Cardoso calls for anti-speeding remedy

By Ron Leir 

Observer Correspondent 


A First Ward lawmaker is pressing for four-way stops as a safety measure at several Highland Ave. intersections in Kearny.

But that’s something that won’t happen overnight, if at all.

At a recent Town Council meeting, Councilman Albino Cardoso said that residents had approached him with concerns about drivers speeding, both along and across Highland, one of the town’s north-south arteries.

As examples of some of the more egregious intersections where cars tend not to stop, Cardoso mentioned Afton St., Quincy Ave. and Patterson St.

He also said he’s looking at the entrance to West Hudson Park at Woodland Ave. and N. Fifth St. where, he added, “the traffic coming down Devon St. (toward the park) is going very fast and there’s been a history of accidents. We’ve got to look at what the accident rate is.”

One of the lawmaker’s constituents, Eddie Guerreiro, who has lived near the corner of Highland and Patterson for the past 15 years, agrees that something needs to be done at that location to put drivers on notice instead of watching them sail through the intersection.

“I saw a couple of accidents here at night,” Guerreiro said. Those incidents resulted from cars speeding – east and westbound – on Patterson through Highland, he said.

Currently, there are two stop signs at the intersection, at the northeast and southwest corners.

For motorists proceeding east and west, the visibility at the intersection is bad, especially if cars are parked near the corner, further blocking the view, said Guerreiro.

Morning and afternoon rush-hours become even more of a safety concern, Guerreiro said, “when you’ve got kids from Washington School walking to and from school.”

And, on the north side of the intersection, he added, there’s the Scots-American Club, which draws crowds on weekends, in particular.

Another neighbor, who lives across the street from Guerreiro, said that the existing stop signs aren’t much help.

“People don’t really stop,” he said, “and if they do, they’re already way out into the intersection. I’m guilty of it, too, at times. And it’s all day long. Like with some of the little cars coming up Patterson, the drivers see an incline as they approach the intersection so they give it more gas.”

But maybe a four-way stop would at least prod drivers to pay more attention, the resident said. “Any little bit helps.”

Conditions are “even worse” along Afton St., Cardoso said, particularly on the one-way stretch between Maple St. and Belgrove Dr. where there’s no stop sign and cars push on through.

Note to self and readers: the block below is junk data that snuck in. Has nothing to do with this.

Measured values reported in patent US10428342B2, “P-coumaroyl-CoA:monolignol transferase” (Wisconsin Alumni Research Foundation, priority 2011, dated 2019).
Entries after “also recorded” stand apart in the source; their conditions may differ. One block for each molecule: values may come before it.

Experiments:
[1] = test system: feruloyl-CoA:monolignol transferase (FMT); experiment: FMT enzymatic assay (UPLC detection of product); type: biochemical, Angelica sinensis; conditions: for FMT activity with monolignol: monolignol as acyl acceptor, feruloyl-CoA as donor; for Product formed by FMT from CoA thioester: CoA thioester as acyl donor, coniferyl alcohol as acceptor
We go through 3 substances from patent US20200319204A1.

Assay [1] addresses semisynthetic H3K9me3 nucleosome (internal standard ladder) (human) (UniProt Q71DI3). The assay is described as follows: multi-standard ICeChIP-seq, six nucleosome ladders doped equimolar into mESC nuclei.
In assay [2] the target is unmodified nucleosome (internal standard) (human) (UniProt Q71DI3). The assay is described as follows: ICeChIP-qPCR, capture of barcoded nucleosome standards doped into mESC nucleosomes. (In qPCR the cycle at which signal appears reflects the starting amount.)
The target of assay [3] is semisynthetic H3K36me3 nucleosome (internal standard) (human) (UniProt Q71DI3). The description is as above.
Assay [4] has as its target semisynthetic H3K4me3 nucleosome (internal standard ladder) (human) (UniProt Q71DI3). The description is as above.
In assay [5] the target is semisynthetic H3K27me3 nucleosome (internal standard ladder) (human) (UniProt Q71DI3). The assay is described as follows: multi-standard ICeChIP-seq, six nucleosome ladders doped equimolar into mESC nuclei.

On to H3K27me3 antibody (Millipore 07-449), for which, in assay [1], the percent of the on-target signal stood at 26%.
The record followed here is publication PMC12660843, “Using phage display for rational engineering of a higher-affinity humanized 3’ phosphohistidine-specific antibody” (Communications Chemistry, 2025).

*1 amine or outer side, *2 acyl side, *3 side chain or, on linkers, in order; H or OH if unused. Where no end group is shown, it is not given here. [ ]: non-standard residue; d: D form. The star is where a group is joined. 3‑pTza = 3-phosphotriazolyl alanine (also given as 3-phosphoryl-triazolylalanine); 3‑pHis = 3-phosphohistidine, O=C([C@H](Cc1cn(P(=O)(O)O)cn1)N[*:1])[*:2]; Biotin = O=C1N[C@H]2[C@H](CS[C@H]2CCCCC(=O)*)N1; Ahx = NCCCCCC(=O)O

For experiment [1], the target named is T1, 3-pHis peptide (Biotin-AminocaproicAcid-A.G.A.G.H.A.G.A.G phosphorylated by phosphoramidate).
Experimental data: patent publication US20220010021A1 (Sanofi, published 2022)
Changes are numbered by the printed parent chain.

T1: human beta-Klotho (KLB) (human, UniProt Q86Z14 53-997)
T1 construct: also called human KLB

A check of Kearny Police Department records showed there have been a total of three accidents at Highland and Patterson between 2011 and 2014, three accidents at Highland and Afton during that same period, and six accidents at Highland and Quincy over the past four years, according to research by Sgt. John Taylor of the Traffic Division.

Asking for – and getting – four-way stop signs at designated locations are two different things, Taylor pointed out.

Local police departments are guided in such matters by the Manual on Uniform Traffic Control Devices (MUTCD), administered by the Federal Highway Administration, which “defines the standards used by road managers nationwide to install and maintain traffic control devices … including road markings, highway signs and traffic signals … on all public streets ….”

A four-way stop can be implemented, Taylor said, only if certain traffic conditions are met, as per the MUTCD:

“Multi-way stop control is used where the volume of traffic on the intersecting roads is approximately equal.

“The decision to install multi-way stop control should be based on an engineering study.”

The manual says that among the criteria that “should be considered” in undertaking such a study are: whether “five or more reported crashes in a 12-month period” have occurred at a given intersection, whether the vehicular volume entering the intersection from the major street approaches “averages at least 300 vehicles per hour for any eight hours of an average day” and the “combined vehicular, pedestrian and bicycle volume” entering the intersection from the minor street approaches “averages at least 200 units per hour for the same eight hours.”

Other criteria that can trigger the study include whether “… a road user, after stopping, cannot see conflicting traffic and is not able to negotiate the intersection unless conflicting cross traffic is also required to stop” or whether the proposed sign would be located at “an intersection of two residential neighborhood collector (through) streets of similar design and operating characteristics where multi-way stop control would improve traffic [flow].”

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